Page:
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insulation, furnaces, air conditioners, appliances, lighting, and standby power. • In industry there is a large potential to improve the efficiency of motors, boilers, pumps, and heating and cooling systems. In addition, large amounts of energy can be saved through new processes in individual sectors, such as direct casting in iron and steel, and biofeedstocks in the production of petrochemicals. • In the electric power sector, switching from coal to natural gas would reduce emissions, both because natural gas emits only about half as much CO2 as coal per kilowatt hour and because the latest combined-cycle gas plants attain efficiencies of 60 percent, compared to 46–49 percent for the best available coal-fired plants. Nuclear energy offers emission-free technology but faces high capital costs, problems of waste storage, risks of accident, public opposition, and possible proliferation of nuclear weapons. Renewable energy sources. Renewable energy now accounts for 14 percent of world energy demand, and while the authors of this chapter anticipate that its use may rise by 50 percent by 2030, its share of total energy is not expected to change greatly unless vigorous policies encourage switching from nonrenewable energy sources. • Renewable electricity generation is dominated by hydropower, which accounts for 16 percent of global electricity production. Hydropower is the cheapest source of power in many areas. There is considerable potential for expansion, particularly in the form of small hydro plants, although concerns over undesirable environmental and social impact have been important barriers. • Biomass generation can be highly economic, particularly for co-firing other hydrocarbonbased plants. New technologies are expected to reduce costs further, but the largest barrier
Climate change could have a catastrophic impact on some countries The effects of climate change on human welfare are uncertain, depending as they do on the magnitude and timing of increased
to accelerated expansion is competition with other demands for biomass, particularly for use as food. Wind generation is expected to rise, buoyed by sharp declines in the cost from economies of scale with the use of larger turbines. Nevertheless, wind still has problems of intermittency, low reliability, problems connecting to the grid, and (more recently) difficulties in siting land-based turbines. Generation from geothermal sources is concentrated in a few countries. While geothermal is a very competitive and reliable source of power, and its potential is enormous, it is a site-specific resource that can only be accessed in certain parts of the world. Solar power is expected to account for less than 0.5 percent of total power supplies by 2030, as its investment and generating costs are the highest of all commercially deployed renewable energy sources, although the range of costs varies widely depending on the amount of sunshine available. There will also be some rise in solar thermal power, whose generation costs are typically double those of conventional energy sources. Tide and wave generation is still in its infancy. Projects need to be large-scale if they are to withstand offshore conditions, and these are very costly and carry high risks. Site-specific environmental effects also need careful assessment.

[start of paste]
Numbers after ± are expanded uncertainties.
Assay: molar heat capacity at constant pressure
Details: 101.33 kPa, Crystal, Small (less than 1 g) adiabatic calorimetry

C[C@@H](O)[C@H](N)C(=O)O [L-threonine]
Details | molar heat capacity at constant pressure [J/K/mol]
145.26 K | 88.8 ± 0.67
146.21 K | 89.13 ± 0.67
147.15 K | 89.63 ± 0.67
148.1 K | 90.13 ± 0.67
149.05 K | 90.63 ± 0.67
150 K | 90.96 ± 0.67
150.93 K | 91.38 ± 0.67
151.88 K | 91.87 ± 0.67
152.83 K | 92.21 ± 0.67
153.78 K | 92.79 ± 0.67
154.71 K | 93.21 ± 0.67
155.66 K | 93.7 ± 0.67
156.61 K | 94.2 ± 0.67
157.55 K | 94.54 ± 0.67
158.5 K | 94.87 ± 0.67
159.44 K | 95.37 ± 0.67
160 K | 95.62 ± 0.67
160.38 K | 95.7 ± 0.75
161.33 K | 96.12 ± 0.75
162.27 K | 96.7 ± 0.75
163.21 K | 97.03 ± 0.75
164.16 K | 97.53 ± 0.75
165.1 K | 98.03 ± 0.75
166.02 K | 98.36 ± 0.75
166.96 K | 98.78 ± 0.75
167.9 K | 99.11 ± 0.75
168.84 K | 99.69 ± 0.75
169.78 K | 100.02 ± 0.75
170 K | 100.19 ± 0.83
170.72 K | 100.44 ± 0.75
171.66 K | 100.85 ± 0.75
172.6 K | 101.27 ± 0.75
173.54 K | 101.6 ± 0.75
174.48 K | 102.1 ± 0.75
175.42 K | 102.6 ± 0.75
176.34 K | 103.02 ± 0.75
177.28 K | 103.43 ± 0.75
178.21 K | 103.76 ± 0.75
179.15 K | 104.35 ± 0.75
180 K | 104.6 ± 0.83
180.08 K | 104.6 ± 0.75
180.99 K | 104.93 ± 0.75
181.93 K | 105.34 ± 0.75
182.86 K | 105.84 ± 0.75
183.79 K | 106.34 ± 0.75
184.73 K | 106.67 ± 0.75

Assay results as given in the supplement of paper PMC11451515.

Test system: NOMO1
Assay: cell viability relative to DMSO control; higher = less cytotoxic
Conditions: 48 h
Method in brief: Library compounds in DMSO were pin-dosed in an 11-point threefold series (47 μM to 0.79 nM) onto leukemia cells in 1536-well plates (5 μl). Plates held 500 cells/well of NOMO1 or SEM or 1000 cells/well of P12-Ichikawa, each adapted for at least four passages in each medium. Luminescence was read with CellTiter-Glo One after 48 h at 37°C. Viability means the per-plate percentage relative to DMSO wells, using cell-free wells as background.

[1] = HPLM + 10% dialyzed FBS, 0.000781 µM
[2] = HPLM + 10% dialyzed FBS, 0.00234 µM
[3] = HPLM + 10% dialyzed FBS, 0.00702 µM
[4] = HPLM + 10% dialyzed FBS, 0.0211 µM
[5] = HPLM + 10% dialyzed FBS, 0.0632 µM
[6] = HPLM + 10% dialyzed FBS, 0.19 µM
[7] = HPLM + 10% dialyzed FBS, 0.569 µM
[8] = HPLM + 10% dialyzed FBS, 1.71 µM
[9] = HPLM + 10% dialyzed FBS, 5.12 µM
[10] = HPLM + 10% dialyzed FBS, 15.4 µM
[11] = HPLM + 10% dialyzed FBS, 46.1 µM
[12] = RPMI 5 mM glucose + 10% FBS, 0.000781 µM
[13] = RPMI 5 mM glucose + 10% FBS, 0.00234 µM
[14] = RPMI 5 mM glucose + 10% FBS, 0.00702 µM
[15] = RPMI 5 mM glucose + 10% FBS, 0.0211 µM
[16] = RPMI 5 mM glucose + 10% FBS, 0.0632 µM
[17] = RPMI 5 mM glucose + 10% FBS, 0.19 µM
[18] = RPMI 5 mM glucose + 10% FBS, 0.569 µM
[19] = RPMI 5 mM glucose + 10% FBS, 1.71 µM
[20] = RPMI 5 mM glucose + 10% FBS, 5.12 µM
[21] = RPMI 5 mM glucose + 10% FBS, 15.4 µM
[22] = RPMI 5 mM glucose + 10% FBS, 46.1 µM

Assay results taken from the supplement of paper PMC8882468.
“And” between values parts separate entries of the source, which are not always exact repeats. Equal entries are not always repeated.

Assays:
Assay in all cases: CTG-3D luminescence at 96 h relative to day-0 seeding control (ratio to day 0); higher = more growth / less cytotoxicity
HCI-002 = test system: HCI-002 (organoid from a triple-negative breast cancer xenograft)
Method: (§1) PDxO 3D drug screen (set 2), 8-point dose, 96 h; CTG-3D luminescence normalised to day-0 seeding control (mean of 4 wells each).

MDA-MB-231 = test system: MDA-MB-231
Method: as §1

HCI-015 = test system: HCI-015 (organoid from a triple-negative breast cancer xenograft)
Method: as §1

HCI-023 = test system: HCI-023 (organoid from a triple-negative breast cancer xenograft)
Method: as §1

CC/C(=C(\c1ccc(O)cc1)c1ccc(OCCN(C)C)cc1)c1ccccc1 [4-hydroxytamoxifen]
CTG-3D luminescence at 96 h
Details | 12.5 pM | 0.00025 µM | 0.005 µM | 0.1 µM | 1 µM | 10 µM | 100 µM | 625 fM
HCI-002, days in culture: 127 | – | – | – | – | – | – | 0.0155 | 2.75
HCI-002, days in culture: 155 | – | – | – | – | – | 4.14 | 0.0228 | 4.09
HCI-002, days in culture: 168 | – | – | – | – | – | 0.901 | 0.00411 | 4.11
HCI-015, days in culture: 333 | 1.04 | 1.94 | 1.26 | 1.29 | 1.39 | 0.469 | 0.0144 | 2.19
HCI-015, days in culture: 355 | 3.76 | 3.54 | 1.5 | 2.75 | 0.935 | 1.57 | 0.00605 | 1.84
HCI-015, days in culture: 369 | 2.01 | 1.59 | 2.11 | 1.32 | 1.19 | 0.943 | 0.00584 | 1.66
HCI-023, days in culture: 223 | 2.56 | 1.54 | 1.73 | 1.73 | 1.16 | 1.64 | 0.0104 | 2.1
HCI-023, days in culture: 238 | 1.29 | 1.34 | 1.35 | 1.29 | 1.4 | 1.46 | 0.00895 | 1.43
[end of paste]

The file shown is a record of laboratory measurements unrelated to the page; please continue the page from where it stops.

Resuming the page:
Biofuels may provide a significant alternative fuel option for transportation over the forecast period, with ethanol from sugarcane (from Brazil, for example) offering the best chance of commercial viability. Other feedstocks, such as corn, have much higher costs owing to lower yields and are unlikely to be financially viable without government support. If ethanol can be produced from cellulose using biomass as the fuel for the conversions process, net GHG emissions from well to wheel basis (that is, through the complete chain of fuel production and use) could be reduced to zero, according to the International Energy Agency.
temperatures, the precise climate changes involved, and the links between climate change and human activity. Available calculations indicate that the aggregate global economic impact of a small rise in temperatures would